After his death, so many sad thoughts lingered all day long. I had no hope, no motivation, but I attended classes anyway. My relationships with everyone changed. It was hard not to hurt others, because I was too hurt myself. I have been so lucky to have relatives/friends who love me unconditionally. They stood by me even during the times I couldn’t stand my own self. I have friends whom I cried to once in a very long while. The people who helped me the most were the people who didn’t say stuff like, “You can get over it. It’ll pass. You are strong” It was those who hugged me and allowed me to cry my pain out. But it doesn’t mean none of their efforts to help me mattered. They all did, and I am grateful they cared for me.

But keep in mind that we all grieve differently. Go and find a new hobby. I often researched online of how I can help myself. I read many books about suicide, I looked for different counselors, I spent many hours sewing, I went for walks, I prayed to God, I cried to someone I trust, I vented out to friends who were capable of taking anger from a loved one. They weren’t all patient, I lost some people who were once close to me.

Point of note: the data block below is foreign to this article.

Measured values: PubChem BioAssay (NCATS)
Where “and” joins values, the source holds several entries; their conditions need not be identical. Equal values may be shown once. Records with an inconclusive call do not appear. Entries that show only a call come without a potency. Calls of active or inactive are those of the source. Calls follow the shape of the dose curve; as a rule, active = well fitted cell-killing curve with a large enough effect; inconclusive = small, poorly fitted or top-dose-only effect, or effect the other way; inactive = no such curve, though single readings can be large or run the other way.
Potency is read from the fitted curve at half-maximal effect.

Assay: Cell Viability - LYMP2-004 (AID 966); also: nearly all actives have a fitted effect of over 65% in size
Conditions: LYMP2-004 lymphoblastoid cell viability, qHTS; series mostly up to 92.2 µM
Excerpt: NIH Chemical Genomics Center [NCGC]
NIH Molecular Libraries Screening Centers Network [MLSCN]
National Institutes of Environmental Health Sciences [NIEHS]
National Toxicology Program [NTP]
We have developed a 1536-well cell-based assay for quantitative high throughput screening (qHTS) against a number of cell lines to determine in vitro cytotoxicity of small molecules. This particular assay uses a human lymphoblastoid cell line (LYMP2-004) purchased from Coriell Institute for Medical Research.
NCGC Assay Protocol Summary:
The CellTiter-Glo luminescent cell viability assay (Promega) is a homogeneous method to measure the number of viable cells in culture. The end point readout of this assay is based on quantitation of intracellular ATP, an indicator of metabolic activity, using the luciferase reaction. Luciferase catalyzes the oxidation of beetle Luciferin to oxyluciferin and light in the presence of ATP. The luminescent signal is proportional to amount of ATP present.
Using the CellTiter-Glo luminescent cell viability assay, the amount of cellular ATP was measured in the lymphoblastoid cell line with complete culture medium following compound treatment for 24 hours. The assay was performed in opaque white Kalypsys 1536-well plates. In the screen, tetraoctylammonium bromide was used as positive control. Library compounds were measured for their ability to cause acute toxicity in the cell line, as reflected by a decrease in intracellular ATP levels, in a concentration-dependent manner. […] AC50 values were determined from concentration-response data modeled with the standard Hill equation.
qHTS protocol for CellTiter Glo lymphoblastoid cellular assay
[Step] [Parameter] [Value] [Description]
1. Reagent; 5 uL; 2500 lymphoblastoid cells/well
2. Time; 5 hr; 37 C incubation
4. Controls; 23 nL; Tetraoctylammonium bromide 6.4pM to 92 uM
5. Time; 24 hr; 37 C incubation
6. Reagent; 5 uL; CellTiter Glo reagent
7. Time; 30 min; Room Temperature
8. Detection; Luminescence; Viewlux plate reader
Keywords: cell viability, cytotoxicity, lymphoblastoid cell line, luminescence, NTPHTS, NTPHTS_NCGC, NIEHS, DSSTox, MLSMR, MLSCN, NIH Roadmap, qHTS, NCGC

That doesn’t mean I am a bad person. They aren’t bad people either. It just shows that I was too lost and confused that what was important in my life no longer mattered. Priorities in my life no longer existed. It has been almost 4 years since the day he chose to end his life. I have learned so much about who I am, and who I should be. Thanks to those who were strong for me.

I couldn’t talk openly about my experience because it was so embarrassing. Time passed, and I chose to put effort into changing my circumstance. I am now standing up and speaking to those who need help. The experience itself made me feel like I hit the deepest depths of the ocean. I never thought I would talk about my life openly. I decided to put my experience to good use by sharing with those who need help. Some people may say this and that about me, but I have no control to stop gossip. Who does? Never mind the negative remarks some people say, they don’t know their future. They don’t know what is ahead of their lives, but never have joy in an enemy who is hurting/suffering. Don’t stumble and remind them how they have hurt you. Just show compassion like those who show compassion to you.